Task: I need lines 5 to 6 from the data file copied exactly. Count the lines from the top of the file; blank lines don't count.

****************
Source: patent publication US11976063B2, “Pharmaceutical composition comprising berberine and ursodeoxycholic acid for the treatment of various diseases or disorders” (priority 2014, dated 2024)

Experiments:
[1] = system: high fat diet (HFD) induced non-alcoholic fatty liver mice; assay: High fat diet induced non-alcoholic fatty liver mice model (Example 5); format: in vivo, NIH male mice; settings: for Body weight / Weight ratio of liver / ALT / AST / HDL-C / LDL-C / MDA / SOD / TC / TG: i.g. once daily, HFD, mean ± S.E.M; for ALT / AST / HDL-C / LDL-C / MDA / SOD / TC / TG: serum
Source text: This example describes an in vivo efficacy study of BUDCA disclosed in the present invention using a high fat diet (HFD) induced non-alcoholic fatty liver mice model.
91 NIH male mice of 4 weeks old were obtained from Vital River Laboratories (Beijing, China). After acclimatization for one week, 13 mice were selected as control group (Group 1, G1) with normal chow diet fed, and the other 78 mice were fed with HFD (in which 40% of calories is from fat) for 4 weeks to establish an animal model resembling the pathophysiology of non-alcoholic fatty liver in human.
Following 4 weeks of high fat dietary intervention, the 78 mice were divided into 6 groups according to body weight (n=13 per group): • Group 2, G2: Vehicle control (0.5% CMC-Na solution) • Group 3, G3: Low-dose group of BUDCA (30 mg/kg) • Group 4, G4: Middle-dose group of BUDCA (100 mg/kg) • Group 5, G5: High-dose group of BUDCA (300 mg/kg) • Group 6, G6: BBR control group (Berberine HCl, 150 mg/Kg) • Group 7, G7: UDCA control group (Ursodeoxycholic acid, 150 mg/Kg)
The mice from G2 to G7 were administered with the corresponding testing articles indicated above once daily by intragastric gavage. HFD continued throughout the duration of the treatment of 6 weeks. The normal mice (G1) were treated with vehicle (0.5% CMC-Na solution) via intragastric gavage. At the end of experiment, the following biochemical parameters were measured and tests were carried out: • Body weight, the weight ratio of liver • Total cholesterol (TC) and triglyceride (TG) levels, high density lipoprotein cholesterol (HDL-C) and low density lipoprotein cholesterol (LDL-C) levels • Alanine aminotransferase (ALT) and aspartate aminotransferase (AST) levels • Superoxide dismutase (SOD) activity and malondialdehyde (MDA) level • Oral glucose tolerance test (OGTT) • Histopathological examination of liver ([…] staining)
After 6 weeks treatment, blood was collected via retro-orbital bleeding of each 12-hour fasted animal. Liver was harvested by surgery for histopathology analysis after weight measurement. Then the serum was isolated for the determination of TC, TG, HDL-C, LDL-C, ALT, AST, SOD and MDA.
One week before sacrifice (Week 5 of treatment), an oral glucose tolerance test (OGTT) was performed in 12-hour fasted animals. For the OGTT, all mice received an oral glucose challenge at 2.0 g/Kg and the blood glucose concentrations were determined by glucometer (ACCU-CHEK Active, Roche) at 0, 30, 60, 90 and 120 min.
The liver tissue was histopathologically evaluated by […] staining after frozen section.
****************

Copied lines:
91 NIH male mice of 4 weeks old were obtained from Vital River Laboratories (Beijing, China). After acclimatization for one week, 13 mice were selected as control group (Group 1, G1) with normal chow diet fed, and the other 78 mice were fed with HFD (in which 40% of calories is from fat) for 4 weeks to establish an animal model resembling the pathophysiology of non-alcoholic fatty liver in human.
Following 4 weeks of high fat dietary intervention, the 78 mice were divided into 6 groups according to body weight (n=13 per group): • Group 2, G2: Vehicle control (0.5% CMC-Na solution) • Group 3, G3: Low-dose group of BUDCA (30 mg/kg) • Group 4, G4: Middle-dose group of BUDCA (100 mg/kg) • Group 5, G5: High-dose group of BUDCA (300 mg/kg) • Group 6, G6: BBR control group (Berberine HCl, 150 mg/Kg) • Group 7, G7: UDCA control group (Ursodeoxycholic acid, 150 mg/Kg)